If you happen to claim a small-ish palace (say 3-4 pieces), you can sometimes work to keep it in contention for the palace bonus. You can play the next palace piece of that color into a very tight space. I've seen completed palaces of size 1. This reduces the number of palace pieces of that color, and the potential for larger palaces.
Claiming palaces near inhabitants is one way to increase your final score. However, once you do this, the other players are likely to make the inhabitant line turn away from your palace(s). Claiming palaces on the edge can gain you the extra points for touching walls, and perhaps a wall bonus.
Making the inhabitant line dead end (by walking them into a dead end or adding palace pieces and stables) gives you a nice option: you can now play a new inhabitant anywhere on the board. This could be in a location where everyone will be forced to place inhabitants along one of your palaces, or it could be in a location where you will choke up a lot of space for your opponents.
Stables should normally be saved to enlarge your claimed palaces so you can steal the bonus tiles, to make one of your palaces reach a wall, or, less often, for cramping the space on the board.
Walls are the most difficult things to predict or control. If you go for a wall bonus early, another player can simply continue the wall so that it touch their palace, stealing the wall bonus tile. Palaces in the corners of the board are less likely to be able to claim and hold on to wall bonus tiles for this reason. However, if you have a palace in the center of a board edge (particularly the long edges), you will need to use most of your wall pieces to make it connect. The other players aren't likely to oblige.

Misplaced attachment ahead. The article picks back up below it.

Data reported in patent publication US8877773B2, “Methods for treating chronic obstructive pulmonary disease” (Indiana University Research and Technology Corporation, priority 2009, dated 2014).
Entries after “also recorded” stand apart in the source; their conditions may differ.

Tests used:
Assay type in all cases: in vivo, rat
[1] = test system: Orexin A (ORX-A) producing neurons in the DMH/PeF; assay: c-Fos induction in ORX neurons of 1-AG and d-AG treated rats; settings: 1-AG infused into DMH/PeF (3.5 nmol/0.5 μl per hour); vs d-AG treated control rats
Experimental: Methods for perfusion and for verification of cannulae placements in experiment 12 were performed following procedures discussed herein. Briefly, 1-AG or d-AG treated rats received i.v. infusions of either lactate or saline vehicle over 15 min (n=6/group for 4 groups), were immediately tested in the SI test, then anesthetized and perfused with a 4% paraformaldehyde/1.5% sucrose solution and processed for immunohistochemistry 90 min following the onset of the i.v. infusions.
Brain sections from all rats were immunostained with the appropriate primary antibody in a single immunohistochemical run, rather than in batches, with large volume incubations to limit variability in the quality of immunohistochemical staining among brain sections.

On a given turn, the decision of which pieces to play and where to play them can become excruciating. Sometimes, you play anything but a palace piece because you can't bear to give away a large palace or to claim one. But you quickly use up your walls and inhabitants, making the pressure increase. Claiming a palace often relieves a lot of this pressure temporarily, but it also does the same for the opponents.
Medina is a fantastic game for the right group. It is very accessible in that it is a very visual game with simple rules, but it is also very abstract. Every choice is vital. If your group enjoys Through the Desert, then Medina is probably a perfect fit.
Components: 10. It just doesn't get any better than this. Large, colorful wooden bits.
Overall: 8.5. A great game to play face-to-face or online. Almost no setup time. Simple play with complex decisions.